Group Decision Tip: Flat for planning, stacked for doing

In principle, different ways of deciding should be applied to different types of decisions. Deciding how things should be — planning — is well-suited to a flat decision-making structure; that is, where several decision makers are equal and all fully participate. Some call this consensus decision making. As a rule, the longer and wider the reach of the plan, the broader and flatter the planning structure should be. Deciding how to implement plans — doing — is better suited to hierarchical decision-making structure; that is, […] (continue)

Group Decision Tip: My part

In principle, there are at least two pieces to every puzzle, at least two parts to every solution. No solution to a problem is entirely in the hands of just one person. For example, people at the back of a room might have a hard time hearing the speaker at the front. When this happens someone is apt to suggest to the speaker: “Speak up.” But another solution is in the hands of the listeners: “Move closer.” If I have a problem with someone’s behavior, […] (continue)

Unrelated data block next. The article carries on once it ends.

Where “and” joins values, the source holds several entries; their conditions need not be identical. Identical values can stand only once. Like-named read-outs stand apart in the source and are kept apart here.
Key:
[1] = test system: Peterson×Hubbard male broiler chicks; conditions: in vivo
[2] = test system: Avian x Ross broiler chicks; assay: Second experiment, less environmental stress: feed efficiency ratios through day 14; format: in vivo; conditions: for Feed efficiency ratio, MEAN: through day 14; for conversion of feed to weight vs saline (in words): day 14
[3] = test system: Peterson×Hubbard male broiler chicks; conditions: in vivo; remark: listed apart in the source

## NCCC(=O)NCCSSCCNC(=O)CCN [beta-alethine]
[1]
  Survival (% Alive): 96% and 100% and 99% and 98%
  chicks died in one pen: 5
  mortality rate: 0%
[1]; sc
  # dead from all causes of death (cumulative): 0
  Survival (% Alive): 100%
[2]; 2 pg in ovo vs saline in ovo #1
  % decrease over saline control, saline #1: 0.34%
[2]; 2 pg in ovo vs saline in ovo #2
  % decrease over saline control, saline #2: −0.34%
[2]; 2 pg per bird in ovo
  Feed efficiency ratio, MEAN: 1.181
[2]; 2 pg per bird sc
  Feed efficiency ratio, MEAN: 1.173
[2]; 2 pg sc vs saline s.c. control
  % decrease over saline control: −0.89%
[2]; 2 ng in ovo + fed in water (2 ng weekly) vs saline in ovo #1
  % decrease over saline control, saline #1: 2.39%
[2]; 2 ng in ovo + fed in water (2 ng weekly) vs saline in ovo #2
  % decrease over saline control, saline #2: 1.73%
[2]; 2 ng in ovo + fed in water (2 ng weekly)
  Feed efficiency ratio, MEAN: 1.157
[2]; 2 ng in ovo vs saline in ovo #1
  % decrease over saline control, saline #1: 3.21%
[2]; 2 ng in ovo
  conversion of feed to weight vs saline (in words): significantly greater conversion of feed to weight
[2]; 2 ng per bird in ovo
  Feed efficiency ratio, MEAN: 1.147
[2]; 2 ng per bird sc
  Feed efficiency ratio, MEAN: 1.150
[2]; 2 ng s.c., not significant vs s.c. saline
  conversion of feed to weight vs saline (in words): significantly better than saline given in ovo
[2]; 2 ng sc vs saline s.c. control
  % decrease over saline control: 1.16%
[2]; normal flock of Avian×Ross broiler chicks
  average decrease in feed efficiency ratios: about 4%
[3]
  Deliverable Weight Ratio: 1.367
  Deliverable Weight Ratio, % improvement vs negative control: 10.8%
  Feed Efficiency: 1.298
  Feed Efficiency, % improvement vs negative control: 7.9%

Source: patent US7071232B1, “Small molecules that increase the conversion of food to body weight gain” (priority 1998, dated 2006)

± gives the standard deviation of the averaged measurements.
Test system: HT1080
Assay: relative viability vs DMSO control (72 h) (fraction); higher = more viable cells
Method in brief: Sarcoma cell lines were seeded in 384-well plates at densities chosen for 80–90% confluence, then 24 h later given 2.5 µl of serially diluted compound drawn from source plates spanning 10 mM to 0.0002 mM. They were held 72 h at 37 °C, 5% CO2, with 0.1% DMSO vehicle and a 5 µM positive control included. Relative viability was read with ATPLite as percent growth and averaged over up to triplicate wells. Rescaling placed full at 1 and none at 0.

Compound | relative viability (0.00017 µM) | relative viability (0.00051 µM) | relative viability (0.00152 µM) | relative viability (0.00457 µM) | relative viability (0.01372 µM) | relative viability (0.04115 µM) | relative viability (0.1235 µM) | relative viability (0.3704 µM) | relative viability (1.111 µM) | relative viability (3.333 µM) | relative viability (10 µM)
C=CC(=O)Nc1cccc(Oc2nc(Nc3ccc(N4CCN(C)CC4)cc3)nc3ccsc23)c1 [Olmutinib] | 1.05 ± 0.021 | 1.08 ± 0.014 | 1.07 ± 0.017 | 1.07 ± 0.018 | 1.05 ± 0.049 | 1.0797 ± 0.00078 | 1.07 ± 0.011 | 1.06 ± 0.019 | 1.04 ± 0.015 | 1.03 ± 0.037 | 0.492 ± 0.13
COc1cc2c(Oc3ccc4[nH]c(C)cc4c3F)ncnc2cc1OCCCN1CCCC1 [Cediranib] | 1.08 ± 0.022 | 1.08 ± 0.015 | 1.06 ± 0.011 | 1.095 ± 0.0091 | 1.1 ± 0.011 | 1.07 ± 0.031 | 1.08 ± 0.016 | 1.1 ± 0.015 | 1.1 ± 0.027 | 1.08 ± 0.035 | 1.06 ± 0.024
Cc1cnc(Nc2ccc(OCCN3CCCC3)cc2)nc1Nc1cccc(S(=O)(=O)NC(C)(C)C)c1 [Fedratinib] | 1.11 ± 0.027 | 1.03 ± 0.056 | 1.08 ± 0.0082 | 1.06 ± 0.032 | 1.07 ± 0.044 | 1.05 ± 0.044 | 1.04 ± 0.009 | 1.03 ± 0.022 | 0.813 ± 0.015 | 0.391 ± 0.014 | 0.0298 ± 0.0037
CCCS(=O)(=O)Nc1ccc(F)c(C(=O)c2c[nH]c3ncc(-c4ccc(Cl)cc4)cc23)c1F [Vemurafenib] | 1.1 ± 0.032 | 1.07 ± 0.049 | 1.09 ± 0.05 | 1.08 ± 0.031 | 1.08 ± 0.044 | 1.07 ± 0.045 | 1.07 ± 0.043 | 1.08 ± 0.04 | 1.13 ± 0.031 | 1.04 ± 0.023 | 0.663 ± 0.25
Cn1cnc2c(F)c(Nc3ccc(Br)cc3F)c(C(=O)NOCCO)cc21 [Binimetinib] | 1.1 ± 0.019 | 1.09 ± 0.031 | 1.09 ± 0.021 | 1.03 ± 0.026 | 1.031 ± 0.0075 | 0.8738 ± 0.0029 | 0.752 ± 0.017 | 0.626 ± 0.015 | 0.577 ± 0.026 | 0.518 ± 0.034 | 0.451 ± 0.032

Group Decision Tip: E-mail

In principle, e-mail is an efficient way to communicate in groups, but it is a relatively new way of communicating that we are still getting used to. E-mail is instant, like conversation; enduring, like a written document; and able to be copied and distributed like nothing we have ever known. The combination of these three attributes makes it rather like a chainsaw: very effective when used properly, very dangerous when used on impulse or in anger. E-mail is most effective when used to convey facts […] (continue)